In her most recent book, An Indigenous Peoples’ History of the United States, notes that British colonists in America organized militias in order to steal land from the less-than-human natives, seeking “to disrupt every aspect of resistance as well as to obtain intelligence” by taking prisoners, “destroying indigenous villages and fields and intimidating and slaughtering enemy noncombatant populations.” A settler named Hannah Dustin became a folk hero in 17th century America after presenting 10 indigenous scalps to the Massachusetts General Assembly, which rewarded her “with bounties for two men, two women, and six children” (later on, the bounties were eliminated for indigenous children under the age of 10; “values”).

Seeking to expand his young nation-state’s territory, President George Washington concluded that, “No other remedy remains, but to extirpate, utterly if possible,” the indigenous population that stood in the white settlers’ way. Andrew Jackson personally waged total war against the men, women and children of the Muskogee Nation before becoming president and ethnically cleansing all native peoples East of the Mississippi; today the guy’s face is on the $20 bill. At Sand Creek, during the presidency of Abe Lincoln, dozens of unarmed Cheyenne and Arapaho Indians were massacred. “All manner of depredations were inflicted on their persons,” recountedone eyewitness. “They were scalped, their brains knocked out; the men used their knives, ripped open women, clubbed little children, knocked them in the head with their guns, beat their brains out, mutilated their bodies in every sense of the word.”

Instead of renouncing this history, we have chosen to celebrate a mythical, white-washed version of it, with genocide relegated to a footnote. If our leaders were more honest, they’d admit that the CIA’s recently revealed torture isn’t a break from this legacy, but the fruit of it – the product of decades of dehumanizing counter-insurgency warfare that expanded the USA from 13 colonies on the East Coast to much of North America and, ultimately, a global empire (it’s no coincidence that the code-name for Osama bin Laden was “Geronimo,” taken from the famed Apache leader).

After almost wiping out America’s original inhabitants, the U.S. government went on to declare total war on differently pigmented people around the globe. President Woodrow Wilson re-instituted slavery (or “forced labor”) in Haiti after its political class proved insufficiently compliant, his famed commitment to the right of self-determination not extending to those darker than pasty white. In Vietnam, the CIA’s “Phoenix Program” saw those accused of collaborating with the North Vietnamese subjected to “assassination, kidnapping, and systematic torture,”according to historian Douglas Valentine. Inmates at the Abu Ghraib prison in Iraq were raped and murdered. And today, amid official proclamations that we live in a post-torture age, inmates held in Guantanamo Bay – many of whom could never even go to a show trial because insofar as there’s any real evidence against them it was gained through torture – continue to be subjected to torturous force-feedings that have been condemned by the United Nations.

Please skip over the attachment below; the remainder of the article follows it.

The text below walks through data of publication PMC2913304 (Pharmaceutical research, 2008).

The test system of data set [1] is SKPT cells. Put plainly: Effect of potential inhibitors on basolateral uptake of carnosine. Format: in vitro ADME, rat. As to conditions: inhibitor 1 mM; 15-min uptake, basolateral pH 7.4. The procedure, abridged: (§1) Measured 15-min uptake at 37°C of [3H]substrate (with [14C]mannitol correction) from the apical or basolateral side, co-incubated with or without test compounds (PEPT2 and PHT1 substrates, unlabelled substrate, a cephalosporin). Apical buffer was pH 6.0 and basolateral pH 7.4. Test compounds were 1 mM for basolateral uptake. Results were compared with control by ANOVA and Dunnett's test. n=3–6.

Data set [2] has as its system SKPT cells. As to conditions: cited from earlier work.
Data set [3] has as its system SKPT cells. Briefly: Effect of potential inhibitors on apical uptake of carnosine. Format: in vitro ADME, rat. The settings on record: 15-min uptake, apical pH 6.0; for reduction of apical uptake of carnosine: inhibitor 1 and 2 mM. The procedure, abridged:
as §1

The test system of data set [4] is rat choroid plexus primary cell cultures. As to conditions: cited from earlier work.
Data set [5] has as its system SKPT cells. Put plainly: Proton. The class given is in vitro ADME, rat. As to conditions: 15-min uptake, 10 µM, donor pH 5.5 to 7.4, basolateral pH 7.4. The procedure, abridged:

The abuse, exported across Latin America through the torture-training School of the Americas, also continues here at home, with tens of thousands of black and brown and poor white US citizens currently languishing in mind-destroying solitary confinement, California’s Pelican Bay State Prison alone holding over 500 people in isolation for a decade or more. In Chicago, a cop who electrocuted and otherwise tortured more than 200 people until they confessed to crimes they didn’t do, got off with about 3 years behind bars after the evidence of his sadism became too great to ignore; that’s less prison time than if he had been caught with a gram of crack cocaine.

Pointing all this out – noting that the U.S. government has rarely lived up to its stated ideals – is not to engage in mere pedantry, nor is it an attempt to suggest this country is irredeemably evil. This nation was born in genocide and slavery, sure, still it could conceivably change – but only if, instead of ignoring the institutionalized injustice, we recognizing and call out the systemic cause of the alleged “aberrations” our leaders are forced to distance themselves from every 18 months. The problem is not that the tree of liberty has produced a few bad seeds, but that the settler-colonists who planted it on someone else’s land watered it with blood of slaves and native peoples. It’s not George W. Bush and Dick Cheney who are responsible for making America a state that tortures, but George Washington and that other dick Tom Jefferson.